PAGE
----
Characteristics; support bearings, universal joints, 
slip joints. Lubrication and sealing. Disassembly, 
relubing, reassembly and reinstallation. Torquing 
universal trunnions. 






Driving Axles and 
Differentials 


Characteristics; gears and bearings. Oil sealing and 
venting. Lubricants. Filling and checking oil levels. 






Standard 
Transmissions 


Characteristics; gears, bearings, components. Lub- 
ricants. Draining and refilling. Correct levels. 






Automatic 
Transmissions 


Characteristics of operation. Cleanliness. Trans- 
mission fluids. Oil seals and vents. Draining, re- 
filling and checking fluid levels. 






Suspension Systems 


Lubricating suspension components and friction 
proofing spring leafs. Sealed systems. 






Steering Systems 
A (Manual) 


Characteristics of steering box gearing. Lubricants. 
Filling and checking levels. 






B (Power) 


Characteristics of power steering systems. Oil seals 
and vents. Types of fluid, capacities. Filling and 
checking system levels. 



172 



APPRENTICESHIP AND TRADESMEN'S QUALIFICATION 



Reg. 32 





Column 1 


Column 2 


Column 3 


Item 










Course 


Subject 


Instruction To Be Given 






C (Linkages) 


Characteristics; bushings and joints. Methods of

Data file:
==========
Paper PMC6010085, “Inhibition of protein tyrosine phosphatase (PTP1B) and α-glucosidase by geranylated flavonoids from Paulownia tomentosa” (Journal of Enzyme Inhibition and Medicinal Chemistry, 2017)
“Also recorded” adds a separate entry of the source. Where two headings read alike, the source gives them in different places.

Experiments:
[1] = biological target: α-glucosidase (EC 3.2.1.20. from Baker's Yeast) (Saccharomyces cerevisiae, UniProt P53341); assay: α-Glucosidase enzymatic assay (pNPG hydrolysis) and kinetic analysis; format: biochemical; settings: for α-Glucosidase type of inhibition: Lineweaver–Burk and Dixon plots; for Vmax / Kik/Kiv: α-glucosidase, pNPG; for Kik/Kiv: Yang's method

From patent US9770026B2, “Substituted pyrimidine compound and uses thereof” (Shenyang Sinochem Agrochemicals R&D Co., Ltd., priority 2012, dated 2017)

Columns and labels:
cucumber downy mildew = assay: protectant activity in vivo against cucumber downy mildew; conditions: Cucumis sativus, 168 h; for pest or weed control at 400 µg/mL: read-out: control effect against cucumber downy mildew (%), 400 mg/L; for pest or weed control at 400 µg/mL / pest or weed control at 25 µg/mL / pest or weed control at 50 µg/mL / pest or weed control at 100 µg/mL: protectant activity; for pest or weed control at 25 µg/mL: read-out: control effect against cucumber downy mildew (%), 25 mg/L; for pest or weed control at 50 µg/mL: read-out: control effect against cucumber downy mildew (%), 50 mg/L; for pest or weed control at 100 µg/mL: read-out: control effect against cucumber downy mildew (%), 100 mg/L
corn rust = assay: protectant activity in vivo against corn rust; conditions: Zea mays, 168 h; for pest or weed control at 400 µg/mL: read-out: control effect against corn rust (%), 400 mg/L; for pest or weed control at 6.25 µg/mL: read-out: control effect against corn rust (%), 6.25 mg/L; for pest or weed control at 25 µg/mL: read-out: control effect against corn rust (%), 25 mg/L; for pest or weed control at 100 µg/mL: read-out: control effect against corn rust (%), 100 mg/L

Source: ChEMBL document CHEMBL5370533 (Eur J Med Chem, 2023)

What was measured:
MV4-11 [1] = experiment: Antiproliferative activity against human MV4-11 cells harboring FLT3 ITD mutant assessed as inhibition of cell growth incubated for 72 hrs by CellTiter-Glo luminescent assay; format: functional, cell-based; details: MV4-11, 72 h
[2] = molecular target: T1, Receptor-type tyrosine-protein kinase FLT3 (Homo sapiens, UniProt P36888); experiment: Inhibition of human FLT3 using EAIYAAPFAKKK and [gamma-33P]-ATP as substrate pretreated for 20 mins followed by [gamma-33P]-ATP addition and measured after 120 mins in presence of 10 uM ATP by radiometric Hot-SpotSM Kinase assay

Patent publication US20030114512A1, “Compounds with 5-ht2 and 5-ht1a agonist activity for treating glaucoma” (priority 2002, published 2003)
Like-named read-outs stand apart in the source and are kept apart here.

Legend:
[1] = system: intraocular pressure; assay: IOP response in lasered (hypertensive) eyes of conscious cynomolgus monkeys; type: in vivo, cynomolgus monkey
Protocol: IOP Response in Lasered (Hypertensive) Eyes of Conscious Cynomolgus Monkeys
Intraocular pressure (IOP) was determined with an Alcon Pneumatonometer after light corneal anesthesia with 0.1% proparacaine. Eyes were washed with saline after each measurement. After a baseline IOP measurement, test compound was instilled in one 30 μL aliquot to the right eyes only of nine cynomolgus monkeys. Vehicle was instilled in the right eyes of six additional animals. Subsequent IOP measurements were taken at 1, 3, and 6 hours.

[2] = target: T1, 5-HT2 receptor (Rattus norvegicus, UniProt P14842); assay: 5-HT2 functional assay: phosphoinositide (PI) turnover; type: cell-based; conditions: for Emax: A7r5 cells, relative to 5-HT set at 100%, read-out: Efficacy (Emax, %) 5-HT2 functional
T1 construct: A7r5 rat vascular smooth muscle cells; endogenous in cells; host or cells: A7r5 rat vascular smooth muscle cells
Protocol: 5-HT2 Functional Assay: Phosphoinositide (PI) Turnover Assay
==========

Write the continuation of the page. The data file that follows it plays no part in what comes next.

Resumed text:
sealing and lubricating movable steering joints. 
Sealed systems. 






Front Wheel Bearings 


Types and characteristics. Lubrication; adjusting 
or torquing. Replacing oil seals. 






Generators, 


Types and characteristics of bearings used. Bushes, 






Alternators, 


ball bearings; lubricated and prepacked lubricant 






Starters 


type. Correct type and amount of lubricant where 
necessary. 






Miscellaneous 


Throttle, clutch, gearshift, and emergency brake 






Linkage and Cables 


linkage. Lubricant and lubrication methods where 
necessary. 






Carburetor 


Types and characteristics of air cleaners and filters. 






Air Cleaners 


Inspection, maintenance and replacement. 






Lubrication 


Certification of lubricant and filter changes and 






Certification 


relubing of bearings and components. Extended 
warranties. 




Wheels and Tires 


Wheels and Rims 


Types and characteristics ; single and dual. Removal 
and installation. Wheel wrenches. Wheel to hub 
fastening and locating devices. Handling heavy 
wheels and tires. Inspecting and servicing. Run- 
out. 






Tires, Tubes and 


Types, sizes, characteristics and apphcation. De- 






Valves 


mounting and mounting. Equipment and lubri- 
cants. Repairing tires, tubes and valves. Tire in- 
flation precautions. Inspection for damage, wear